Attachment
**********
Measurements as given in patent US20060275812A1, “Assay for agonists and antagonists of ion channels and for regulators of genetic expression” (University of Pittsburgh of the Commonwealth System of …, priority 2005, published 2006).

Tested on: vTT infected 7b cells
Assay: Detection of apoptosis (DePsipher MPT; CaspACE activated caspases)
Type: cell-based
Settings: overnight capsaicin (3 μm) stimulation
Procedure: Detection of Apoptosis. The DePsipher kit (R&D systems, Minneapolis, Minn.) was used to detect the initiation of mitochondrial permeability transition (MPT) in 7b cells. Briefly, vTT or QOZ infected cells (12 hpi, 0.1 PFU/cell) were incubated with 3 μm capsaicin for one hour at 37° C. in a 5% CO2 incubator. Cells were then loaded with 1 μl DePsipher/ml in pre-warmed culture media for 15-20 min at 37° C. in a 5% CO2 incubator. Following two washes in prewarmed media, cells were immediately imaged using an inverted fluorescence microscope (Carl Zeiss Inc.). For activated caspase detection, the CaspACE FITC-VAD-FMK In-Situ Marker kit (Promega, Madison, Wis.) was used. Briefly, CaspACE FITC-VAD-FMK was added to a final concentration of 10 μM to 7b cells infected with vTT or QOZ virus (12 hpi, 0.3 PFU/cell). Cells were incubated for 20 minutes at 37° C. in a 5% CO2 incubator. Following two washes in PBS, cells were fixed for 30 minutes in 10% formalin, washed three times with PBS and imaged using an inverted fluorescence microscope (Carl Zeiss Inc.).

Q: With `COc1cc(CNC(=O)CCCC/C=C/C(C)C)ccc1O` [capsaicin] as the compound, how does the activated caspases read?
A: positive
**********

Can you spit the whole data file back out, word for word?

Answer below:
Measurements as given in patent US20060275812A1, “Assay for agonists and antagonists of ion channels and for regulators of genetic expression” (University of Pittsburgh of the Commonwealth System of …, priority 2005, published 2006).

Tested on: vTT infected 7b cells
Assay: Detection of apoptosis (DePsipher MPT; CaspACE activated caspases)
Type: cell-based
Settings: overnight capsaicin (3 μm) stimulation
Procedure: Detection of Apoptosis. The DePsipher kit (R&D systems, Minneapolis, Minn.) was used to detect the initiation of mitochondrial permeability transition (MPT) in 7b cells. Briefly, vTT or QOZ infected cells (12 hpi, 0.1 PFU/cell) were incubated with 3 μm capsaicin for one hour at 37° C. in a 5% CO2 incubator. Cells were then loaded with 1 μl DePsipher/ml in pre-warmed culture media for 15-20 min at 37° C. in a 5% CO2 incubator. Following two washes in prewarmed media, cells were immediately imaged using an inverted fluorescence microscope (Carl Zeiss Inc.). For activated caspase detection, the CaspACE FITC-VAD-FMK In-Situ Marker kit (Promega, Madison, Wis.) was used. Briefly, CaspACE FITC-VAD-FMK was added to a final concentration of 10 μM to 7b cells infected with vTT or QOZ virus (12 hpi, 0.3 PFU/cell). Cells were incubated for 20 minutes at 37° C. in a 5% CO2 incubator. Following two washes in PBS, cells were fixed for 30 minutes in 10% formalin, washed three times with PBS and imaged using an inverted fluorescence microscope (Carl Zeiss Inc.).

Q: With `COc1cc(CNC(=O)CCCC/C=C/C(C)C)ccc1O` [capsaicin] as the compound, how does the activated caspases read?
A: positive